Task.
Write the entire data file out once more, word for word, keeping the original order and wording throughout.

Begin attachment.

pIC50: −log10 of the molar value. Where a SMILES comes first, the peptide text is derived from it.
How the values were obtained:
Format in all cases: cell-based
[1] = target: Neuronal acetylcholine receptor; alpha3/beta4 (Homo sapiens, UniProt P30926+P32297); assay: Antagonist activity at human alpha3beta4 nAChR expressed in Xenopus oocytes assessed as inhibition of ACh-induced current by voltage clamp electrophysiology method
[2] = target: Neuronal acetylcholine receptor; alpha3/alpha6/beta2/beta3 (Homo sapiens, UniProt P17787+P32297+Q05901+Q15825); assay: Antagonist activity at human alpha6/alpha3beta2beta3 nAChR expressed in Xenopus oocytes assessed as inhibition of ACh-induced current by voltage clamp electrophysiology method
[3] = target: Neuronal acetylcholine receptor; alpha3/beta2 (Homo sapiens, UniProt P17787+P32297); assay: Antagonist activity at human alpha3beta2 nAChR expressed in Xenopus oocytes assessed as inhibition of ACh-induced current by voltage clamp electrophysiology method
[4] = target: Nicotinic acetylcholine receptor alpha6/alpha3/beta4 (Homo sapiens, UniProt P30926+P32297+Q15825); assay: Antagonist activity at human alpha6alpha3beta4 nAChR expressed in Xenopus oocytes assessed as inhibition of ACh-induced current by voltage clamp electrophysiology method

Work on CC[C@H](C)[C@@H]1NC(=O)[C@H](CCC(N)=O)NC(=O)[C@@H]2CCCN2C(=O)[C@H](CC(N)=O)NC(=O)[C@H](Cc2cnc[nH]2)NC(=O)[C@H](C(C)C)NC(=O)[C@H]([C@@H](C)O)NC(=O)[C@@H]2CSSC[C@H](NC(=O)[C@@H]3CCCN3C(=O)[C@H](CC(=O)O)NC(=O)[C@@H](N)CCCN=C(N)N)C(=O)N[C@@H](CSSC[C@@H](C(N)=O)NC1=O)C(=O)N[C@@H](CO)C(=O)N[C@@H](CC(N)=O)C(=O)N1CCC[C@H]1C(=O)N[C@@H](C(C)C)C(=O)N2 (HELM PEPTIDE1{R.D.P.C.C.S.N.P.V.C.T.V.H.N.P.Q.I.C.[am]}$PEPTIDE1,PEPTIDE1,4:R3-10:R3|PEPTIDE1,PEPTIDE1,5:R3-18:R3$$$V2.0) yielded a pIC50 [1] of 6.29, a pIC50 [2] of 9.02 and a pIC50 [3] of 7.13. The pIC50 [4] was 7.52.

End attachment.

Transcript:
pIC50: −log10 of the molar value. Where a SMILES comes first, the peptide text is derived from it.
How the values were obtained:
Format in all cases: cell-based
[1] = target: Neuronal acetylcholine receptor; alpha3/beta4 (Homo sapiens, UniProt P30926+P32297); assay: Antagonist activity at human alpha3beta4 nAChR expressed in Xenopus oocytes assessed as inhibition of ACh-induced current by voltage clamp electrophysiology method
[2] = target: Neuronal acetylcholine receptor; alpha3/alpha6/beta2/beta3 (Homo sapiens, UniProt P17787+P32297+Q05901+Q15825); assay: Antagonist activity at human alpha6/alpha3beta2beta3 nAChR expressed in Xenopus oocytes assessed as inhibition of ACh-induced current by voltage clamp electrophysiology method
[3] = target: Neuronal acetylcholine receptor; alpha3/beta2 (Homo sapiens, UniProt P17787+P32297); assay: Antagonist activity at human alpha3beta2 nAChR expressed in Xenopus oocytes assessed as inhibition of ACh-induced current by voltage clamp electrophysiology method
[4] = target: Nicotinic acetylcholine receptor alpha6/alpha3/beta4 (Homo sapiens, UniProt P30926+P32297+Q15825); assay: Antagonist activity at human alpha6alpha3beta4 nAChR expressed in Xenopus oocytes assessed as inhibition of ACh-induced current by voltage clamp electrophysiology method

Work on CC[C@H](C)[C@@H]1NC(=O)[C@H](CCC(N)=O)NC(=O)[C@@H]2CCCN2C(=O)[C@H](CC(N)=O)NC(=O)[C@H](Cc2cnc[nH]2)NC(=O)[C@H](C(C)C)NC(=O)[C@H]([C@@H](C)O)NC(=O)[C@@H]2CSSC[C@H](NC(=O)[C@@H]3CCCN3C(=O)[C@H](CC(=O)O)NC(=O)[C@@H](N)CCCN=C(N)N)C(=O)N[C@@H](CSSC[C@@H](C(N)=O)NC1=O)C(=O)N[C@@H](CO)C(=O)N[C@@H](CC(N)=O)C(=O)N1CCC[C@H]1C(=O)N[C@@H](C(C)C)C(=O)N2 (HELM PEPTIDE1{R.D.P.C.C.S.N.P.V.C.T.V.H.N.P.Q.I.C.[am]}$PEPTIDE1,PEPTIDE1,4:R3-10:R3|PEPTIDE1,PEPTIDE1,5:R3-18:R3$$$V2.0) yielded a pIC50 [1] of 6.29, a pIC50 [2] of 9.02 and a pIC50 [3] of 7.13. The pIC50 [4] was 7.52.